Observations on World Poverty
Then consider eight observations about world poverty.2
1. More than 1.5 billion people around the world live on less than a $1 a day.
2. More than one billion people do not have access to clean water.
3. Every year six million children die from malnutrition before their fifth birthday.
4. More than 50 percent of Africans suffer from water-related diseases such as cholera and infant diarrhea.
5. More than 800 million people go to bed hungry every day, 300 million are children.
6. Of these 300 million children, only eight percent are victims of famine or other emergency situations. More than 90 percent are suffering long-term malnourishment and micronutrient deficiency.
7. Declining soil fertility, land degradation, and the AIDS pandemic have led to a 23 percent decrease in food production per capita in the last 25 years even though population has increased dramatically.
8. A woman living in sub-Saharan Africa has a 1 in 16 chance of dying in pregnancy. This compares with a 1 in 3,700 risk for a woman from North America.
These are issues—church planting and concern for the poor—that those who follow Jesus should not ignore. Yet they are amazingly easy to ignore in America. To help us not ignore them, one of the things we have done as a church—and I stress only one of the things—is that when we give to Treasuring Christ Together, which is designed mainly to pay for the renting and purchasing and building of our campuses, we take 10% for church planting and 10% for the Global Diaconate. That would mean, if we are able to give the $4,000,000 to TCT hoped and prayed for in the next fourteen months, $400,000 would go toward reaching the lost through planting new churches and $400,000 would go toward relieving suffering and pointing people to the Jesus who is the only one who can grant relief from eternal suffering. That is what we are praying toward and hoping that you joyfully support.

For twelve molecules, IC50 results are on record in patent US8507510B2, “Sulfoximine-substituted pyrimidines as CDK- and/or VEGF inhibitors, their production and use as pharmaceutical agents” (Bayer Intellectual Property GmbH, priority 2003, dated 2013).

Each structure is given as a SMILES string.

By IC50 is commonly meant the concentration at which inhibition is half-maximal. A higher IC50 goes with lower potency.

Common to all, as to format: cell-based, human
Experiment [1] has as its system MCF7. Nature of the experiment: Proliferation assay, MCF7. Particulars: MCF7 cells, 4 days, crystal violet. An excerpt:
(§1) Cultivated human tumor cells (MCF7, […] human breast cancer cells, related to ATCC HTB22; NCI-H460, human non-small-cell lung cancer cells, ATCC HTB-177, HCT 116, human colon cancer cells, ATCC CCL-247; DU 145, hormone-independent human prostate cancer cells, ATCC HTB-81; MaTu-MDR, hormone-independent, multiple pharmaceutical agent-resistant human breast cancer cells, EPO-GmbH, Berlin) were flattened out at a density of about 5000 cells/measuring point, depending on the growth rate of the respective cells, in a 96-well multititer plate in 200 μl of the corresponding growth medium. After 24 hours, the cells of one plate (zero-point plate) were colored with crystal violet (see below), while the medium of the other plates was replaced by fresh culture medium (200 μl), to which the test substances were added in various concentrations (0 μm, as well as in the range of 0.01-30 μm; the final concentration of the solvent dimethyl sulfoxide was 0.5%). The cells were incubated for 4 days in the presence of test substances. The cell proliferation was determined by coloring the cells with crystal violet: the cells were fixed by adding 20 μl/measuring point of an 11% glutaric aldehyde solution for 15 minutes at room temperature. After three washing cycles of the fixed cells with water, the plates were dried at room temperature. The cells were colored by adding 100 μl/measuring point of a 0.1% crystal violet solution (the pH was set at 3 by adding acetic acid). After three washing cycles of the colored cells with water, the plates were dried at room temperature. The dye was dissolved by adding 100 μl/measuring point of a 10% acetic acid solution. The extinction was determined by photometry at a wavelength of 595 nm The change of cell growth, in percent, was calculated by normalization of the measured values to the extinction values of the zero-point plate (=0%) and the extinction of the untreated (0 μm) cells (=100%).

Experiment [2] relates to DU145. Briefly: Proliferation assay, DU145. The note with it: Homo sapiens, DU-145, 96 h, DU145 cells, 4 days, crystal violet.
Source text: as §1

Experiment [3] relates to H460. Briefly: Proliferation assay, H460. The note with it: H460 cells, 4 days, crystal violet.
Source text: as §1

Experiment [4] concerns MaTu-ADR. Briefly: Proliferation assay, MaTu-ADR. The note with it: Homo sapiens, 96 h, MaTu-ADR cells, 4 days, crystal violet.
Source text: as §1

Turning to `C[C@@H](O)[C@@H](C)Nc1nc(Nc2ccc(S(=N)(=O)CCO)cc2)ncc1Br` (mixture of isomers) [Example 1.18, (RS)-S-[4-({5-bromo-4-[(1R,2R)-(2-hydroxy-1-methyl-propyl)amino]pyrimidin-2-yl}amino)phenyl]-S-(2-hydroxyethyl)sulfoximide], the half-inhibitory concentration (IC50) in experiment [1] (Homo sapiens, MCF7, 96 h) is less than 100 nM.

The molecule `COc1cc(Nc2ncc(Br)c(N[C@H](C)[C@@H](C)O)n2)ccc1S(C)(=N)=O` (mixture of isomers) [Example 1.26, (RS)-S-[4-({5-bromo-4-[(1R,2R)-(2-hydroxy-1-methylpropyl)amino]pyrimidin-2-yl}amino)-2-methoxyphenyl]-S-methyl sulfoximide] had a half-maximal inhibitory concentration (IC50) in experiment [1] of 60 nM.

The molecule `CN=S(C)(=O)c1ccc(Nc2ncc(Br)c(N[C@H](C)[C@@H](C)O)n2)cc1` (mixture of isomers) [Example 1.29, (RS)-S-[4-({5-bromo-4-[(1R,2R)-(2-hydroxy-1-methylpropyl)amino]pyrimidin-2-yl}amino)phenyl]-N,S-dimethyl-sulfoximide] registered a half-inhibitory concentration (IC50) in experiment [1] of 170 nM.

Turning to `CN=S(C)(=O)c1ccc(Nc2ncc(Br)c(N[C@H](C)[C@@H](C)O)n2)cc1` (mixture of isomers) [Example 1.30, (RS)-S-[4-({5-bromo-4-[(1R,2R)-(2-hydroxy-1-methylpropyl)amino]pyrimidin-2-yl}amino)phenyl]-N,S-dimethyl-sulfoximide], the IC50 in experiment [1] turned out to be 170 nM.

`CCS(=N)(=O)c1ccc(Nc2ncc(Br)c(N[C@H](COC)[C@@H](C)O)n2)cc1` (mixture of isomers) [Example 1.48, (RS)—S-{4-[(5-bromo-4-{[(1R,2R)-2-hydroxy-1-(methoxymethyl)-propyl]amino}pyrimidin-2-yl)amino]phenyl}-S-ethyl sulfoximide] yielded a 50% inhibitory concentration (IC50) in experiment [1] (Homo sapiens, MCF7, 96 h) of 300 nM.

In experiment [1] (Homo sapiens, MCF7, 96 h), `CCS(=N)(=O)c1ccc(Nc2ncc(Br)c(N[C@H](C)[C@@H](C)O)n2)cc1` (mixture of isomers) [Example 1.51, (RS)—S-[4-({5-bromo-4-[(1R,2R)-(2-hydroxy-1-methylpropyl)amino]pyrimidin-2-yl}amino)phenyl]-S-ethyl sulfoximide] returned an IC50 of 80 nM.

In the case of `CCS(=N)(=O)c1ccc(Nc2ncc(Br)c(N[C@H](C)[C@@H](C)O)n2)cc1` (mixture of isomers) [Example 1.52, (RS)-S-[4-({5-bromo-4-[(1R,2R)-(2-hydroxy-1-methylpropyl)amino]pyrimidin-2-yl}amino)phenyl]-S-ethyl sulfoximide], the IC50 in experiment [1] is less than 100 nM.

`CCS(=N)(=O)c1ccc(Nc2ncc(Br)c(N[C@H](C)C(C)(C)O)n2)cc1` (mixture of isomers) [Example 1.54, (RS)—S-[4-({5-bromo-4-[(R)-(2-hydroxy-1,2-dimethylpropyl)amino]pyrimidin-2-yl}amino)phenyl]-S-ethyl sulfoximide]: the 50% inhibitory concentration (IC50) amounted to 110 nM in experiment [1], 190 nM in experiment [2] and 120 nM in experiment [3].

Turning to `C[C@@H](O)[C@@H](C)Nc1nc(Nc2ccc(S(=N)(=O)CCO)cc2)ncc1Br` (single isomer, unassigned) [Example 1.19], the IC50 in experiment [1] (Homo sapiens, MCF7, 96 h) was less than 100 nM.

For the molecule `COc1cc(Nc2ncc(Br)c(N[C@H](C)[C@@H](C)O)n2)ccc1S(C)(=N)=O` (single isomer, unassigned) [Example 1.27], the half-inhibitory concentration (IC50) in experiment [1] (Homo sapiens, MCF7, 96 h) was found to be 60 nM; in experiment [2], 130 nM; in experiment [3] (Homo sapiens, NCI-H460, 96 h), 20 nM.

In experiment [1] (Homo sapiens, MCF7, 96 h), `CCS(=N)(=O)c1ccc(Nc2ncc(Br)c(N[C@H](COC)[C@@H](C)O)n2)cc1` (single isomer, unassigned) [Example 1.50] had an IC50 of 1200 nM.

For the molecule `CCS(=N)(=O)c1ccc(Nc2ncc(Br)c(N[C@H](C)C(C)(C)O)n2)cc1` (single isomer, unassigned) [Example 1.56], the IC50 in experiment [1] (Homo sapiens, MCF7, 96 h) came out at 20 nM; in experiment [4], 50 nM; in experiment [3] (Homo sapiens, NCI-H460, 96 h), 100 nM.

One of the Ways
The reason I stress that Treasuring Christ Together, with its church planting and Global Diaconate, is only one of the ways we keep perishing people and poor people before our eyes is because the very existence and funding of Bethlehem’s campuses are the basis of a whole array of ongoing ministries, some of which have lasted for 136 years. And the aim of these ministries to children and youth and adults and men and women and singles and seniors and the disabled—worship ministries, racial harmony ministries, small group ministries, counseling ministries, evangelism and outreach ministries, mercy ministries, adoption ministries, pro-life ministries, world missions, and constantly emerging special-focus ministries—the aim of all of this is to awaken and transform thousands of people through our campuses into the kind of Christ-exalting, God-centered, radical, counter-cultural, sacrificial, risk-taking servants who are always involved in reaching the lost and blessing the poor.